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Crackdown On Kids Wanted Group Hopes To Make It Illegal To Skip School Or Run Away

Frustrated by children and elected officials who won’t listen to them, a group of parents is launching an initiative drive for a county law against runaways and truants.

The announcement Thursday by the Kootenai County Youth Task Force came two days after county commissioners approved a curfew ordinance.

The established curfew is from midnight to 5 a.m. seven days a week for minors. Young people caught violating the curfew can be arrested.

The ordinance, a watered-down version of what the task force and county prosecutor’s office have been pushing for months, does not include provisions for dealing with runaways and truants.

Task force board member Gary Stamper said the ordinance displays a lack of understanding of issues regarding runaways and is, “in effect, a slap in our face, and we are very angry about that.”

Stamper has a 16-year-old daughter who is a chronic runaway. This summer, she ran away several times and was detained for three days in an Arizona detention center, he said.

“We’re not asking them to solve our problems,” said Sherry Bullard, the parent of another runaway. “We’re not asking the city or county to raise our children.”

But, she added, “you can’t be with your kids 24 hours a day.”

It is not against the law to run away from home or skip school. The proposed initiative would change that.

The task force also wants a curfew that mirrors Coeur d’Alene’s, which begins at 10:30 p.m. on weeknights and midnight on weekends.

While some teenagers don’t object to a curfew, others think even midnight is too early.

Kirk Leichner, a high school senior, said lots of kids hang out at a friend’s house or 24-hour restaurants until 1 or 2 a.m. and cause no trouble.

“They shouldn’t be able to tell you when to walk in your own town and on your own planet,” said 15-year-old Melinda Culton, who attends the alternative high school.

County Commissioner Dick Compton defended the commissioner’s decision to limit the curfew ordinance.

“To say it’s a slap in the parents’ face is absolutely not true,” he said.

Parents object to language in the new ordinance that makes it a misdemeanor offense for parents to fail to pick up a child detained for violating the curfew, he said.

The county did not include the runaway and truancy enforcement provisions in the ordinance because of the cost and difficulty of enforcement, Compton said.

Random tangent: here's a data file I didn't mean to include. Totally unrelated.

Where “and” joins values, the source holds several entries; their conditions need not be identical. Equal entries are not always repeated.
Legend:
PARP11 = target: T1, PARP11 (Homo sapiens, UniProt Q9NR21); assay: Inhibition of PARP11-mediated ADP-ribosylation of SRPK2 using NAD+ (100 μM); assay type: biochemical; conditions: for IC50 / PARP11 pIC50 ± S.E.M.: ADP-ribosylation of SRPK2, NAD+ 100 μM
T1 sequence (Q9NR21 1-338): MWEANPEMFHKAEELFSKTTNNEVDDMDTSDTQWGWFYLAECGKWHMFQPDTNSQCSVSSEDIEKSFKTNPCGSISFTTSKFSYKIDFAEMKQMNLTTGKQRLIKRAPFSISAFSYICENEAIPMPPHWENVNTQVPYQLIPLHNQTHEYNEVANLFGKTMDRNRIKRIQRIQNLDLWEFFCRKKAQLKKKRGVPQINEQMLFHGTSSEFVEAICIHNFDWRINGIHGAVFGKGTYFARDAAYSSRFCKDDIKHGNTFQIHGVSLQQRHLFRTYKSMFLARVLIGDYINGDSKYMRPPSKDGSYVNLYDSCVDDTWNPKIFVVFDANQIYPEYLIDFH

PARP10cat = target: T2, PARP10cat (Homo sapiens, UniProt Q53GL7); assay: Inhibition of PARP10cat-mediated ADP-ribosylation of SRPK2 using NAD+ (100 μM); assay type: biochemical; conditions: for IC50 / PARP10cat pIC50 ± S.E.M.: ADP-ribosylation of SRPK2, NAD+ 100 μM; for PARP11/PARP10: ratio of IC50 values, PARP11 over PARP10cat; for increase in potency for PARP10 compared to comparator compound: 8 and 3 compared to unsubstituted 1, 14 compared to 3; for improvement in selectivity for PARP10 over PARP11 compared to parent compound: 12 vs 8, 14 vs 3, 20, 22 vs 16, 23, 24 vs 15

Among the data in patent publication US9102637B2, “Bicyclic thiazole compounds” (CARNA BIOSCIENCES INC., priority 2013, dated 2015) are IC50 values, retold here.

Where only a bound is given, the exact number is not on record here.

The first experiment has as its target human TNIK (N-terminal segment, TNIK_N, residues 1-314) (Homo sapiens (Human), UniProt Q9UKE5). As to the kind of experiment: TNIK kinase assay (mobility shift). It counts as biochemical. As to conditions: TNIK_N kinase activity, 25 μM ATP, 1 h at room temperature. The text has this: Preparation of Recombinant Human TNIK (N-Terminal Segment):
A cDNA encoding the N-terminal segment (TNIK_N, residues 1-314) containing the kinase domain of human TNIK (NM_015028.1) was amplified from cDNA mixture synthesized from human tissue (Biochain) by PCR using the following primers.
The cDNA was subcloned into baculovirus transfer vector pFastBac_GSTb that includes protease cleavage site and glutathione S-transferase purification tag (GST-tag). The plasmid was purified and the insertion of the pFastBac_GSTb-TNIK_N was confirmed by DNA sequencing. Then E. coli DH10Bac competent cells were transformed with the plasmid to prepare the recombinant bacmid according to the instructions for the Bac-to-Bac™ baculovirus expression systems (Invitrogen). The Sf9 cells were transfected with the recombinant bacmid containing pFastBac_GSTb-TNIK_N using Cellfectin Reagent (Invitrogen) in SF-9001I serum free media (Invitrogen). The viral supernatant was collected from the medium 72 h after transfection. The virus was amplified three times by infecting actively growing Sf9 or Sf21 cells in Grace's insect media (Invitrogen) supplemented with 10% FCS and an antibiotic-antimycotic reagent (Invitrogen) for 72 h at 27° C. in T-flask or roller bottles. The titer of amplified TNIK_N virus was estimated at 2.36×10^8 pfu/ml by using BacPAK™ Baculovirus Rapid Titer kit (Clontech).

The juvenile detention center is already full and the sheriff’s department doesn’t have enough deputies to devote to picking up minors who may be runaways, he said.

“Our interest is to keep the cost of government down,” he said.

But proponents of a broader law say the county would be saving money by intervening earlier, before juveniles get involved in serious criminal activities.

Supporters of the broader ordinance include the county’s juvenile probation officers, Youth for Christ, Court Appointed Special Advocates, and a parent support group called ToughLove.

“We’re disappointed in the way the commissioners decided to resolve this,” said deputy prosecuting attorney Jim Daugherty. “It’s also a question of intelligent use of resources….A lot of those resources should be directed toward kids who are just starting to get involved in the juvenile system.”

Tom Dickson, a candidate for Kootenai County sheriff, questioned the county’s assertion that picking up runaway youths and truants would create an unmanageable burden for the sheriff’s department and juvenile detention center.

The center already detains runaway youths from out of state. Although the center has been over-crowded since it opened, “they have holding areas” for temporary custody of youths, Dickson said.

Allan Friesen, director of the detention center, said, “My concern, being at the end of the line, it wouldn’t take a very big number to definitely impact our capacity. It wouldn’t take many to push us over the edge, and nobody can give us an accurate number.”

Volunteers will soon begin gathering signatures for the initiative, Stamper said. If they can collect about 6,000 voters’ signatures in 90 days, the county will hold a February election on the proposed ordinance.

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